So the latest edition of MMWR had an article about vaccination rates among adolescents aged 13-17 in the United States. It can be found here
. Now picking through this treasure trove of juicy epidemiological data, I came across some numbers that I am at a loss to explain, and would be quite interested in hearing hypotheses on the subject.
1. For MMR (Measles, Mumps, Rubella) coverage there is a discrepancy of 3.9 percent between coverage of white and black populations. However, there is no great discrepancy between populations living below the poverty line and those at or above it (1.5 percent), suggesting that this discrepancy is non-economic in origin (or at least not wholly
2. Individuals living below the poverty line are significantly more likely to have received their first dose of HPV vaccine by a discrepancy of a full 9.4 percent; however, they are not
more likely to have completed a full three dose course (discrepancy of 1.3 percent).
In short: What non-poverty related factors could cause a discrepancy in vaccination rate between two racial/ethnic groups? And, what circumstances could account for a higher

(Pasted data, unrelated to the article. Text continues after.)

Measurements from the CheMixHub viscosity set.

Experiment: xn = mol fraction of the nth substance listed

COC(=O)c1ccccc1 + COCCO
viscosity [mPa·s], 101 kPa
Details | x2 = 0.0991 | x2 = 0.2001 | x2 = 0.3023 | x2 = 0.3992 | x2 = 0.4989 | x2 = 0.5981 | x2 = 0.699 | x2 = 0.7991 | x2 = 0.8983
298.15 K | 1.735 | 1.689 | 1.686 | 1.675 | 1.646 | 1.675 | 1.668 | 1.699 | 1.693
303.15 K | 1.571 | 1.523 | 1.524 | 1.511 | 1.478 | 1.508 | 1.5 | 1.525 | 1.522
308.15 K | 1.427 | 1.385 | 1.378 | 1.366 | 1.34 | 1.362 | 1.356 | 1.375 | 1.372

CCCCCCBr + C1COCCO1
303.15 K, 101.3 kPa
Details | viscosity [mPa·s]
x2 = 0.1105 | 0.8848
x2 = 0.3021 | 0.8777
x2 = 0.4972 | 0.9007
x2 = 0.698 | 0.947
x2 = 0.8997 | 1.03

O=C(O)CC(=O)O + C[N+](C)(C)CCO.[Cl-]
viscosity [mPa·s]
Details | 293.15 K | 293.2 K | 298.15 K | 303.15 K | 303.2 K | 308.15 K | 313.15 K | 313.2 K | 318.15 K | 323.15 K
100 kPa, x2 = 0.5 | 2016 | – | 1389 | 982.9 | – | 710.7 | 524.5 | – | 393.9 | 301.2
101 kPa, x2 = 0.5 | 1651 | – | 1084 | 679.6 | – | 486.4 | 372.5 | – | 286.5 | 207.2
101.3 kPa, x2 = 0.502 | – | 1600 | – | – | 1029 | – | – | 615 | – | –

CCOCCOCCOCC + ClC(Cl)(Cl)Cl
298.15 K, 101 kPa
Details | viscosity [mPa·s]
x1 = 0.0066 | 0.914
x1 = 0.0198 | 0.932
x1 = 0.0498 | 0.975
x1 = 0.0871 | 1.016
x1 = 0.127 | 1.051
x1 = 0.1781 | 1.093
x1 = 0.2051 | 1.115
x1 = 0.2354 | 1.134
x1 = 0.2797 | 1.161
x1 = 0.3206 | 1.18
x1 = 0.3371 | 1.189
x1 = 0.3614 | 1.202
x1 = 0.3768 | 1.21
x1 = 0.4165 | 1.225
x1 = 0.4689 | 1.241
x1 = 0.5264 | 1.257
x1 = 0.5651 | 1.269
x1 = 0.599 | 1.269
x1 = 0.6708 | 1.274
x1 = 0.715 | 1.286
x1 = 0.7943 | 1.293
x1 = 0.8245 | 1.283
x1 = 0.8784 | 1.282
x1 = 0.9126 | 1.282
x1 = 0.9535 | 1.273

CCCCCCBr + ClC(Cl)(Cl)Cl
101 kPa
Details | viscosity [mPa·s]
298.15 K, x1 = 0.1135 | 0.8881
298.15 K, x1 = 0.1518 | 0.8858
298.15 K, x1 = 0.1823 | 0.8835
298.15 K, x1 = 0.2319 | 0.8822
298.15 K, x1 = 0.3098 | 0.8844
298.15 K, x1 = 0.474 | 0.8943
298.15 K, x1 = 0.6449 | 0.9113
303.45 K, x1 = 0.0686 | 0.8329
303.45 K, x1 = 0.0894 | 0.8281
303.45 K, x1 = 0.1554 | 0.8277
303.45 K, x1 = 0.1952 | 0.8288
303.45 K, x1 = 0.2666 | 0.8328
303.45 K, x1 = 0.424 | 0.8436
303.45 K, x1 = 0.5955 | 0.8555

rate of vaccination among those living below the poverty line?
If you want to present a hypothesis (and I really hope you do, cause I am kind of stumped), please do so with academic rigor and decorum (bonus points for citations ^_^). This is here in EU rather than P&R because I do not intend to invite or tolerate debate of politics. The goal of this is to identify raw epidemiological factors, not to grouse, finger-point, or be partisan. If you wish to support an anti-vac opinion, play the blame game, or bicker, please make your own thread. Thanks.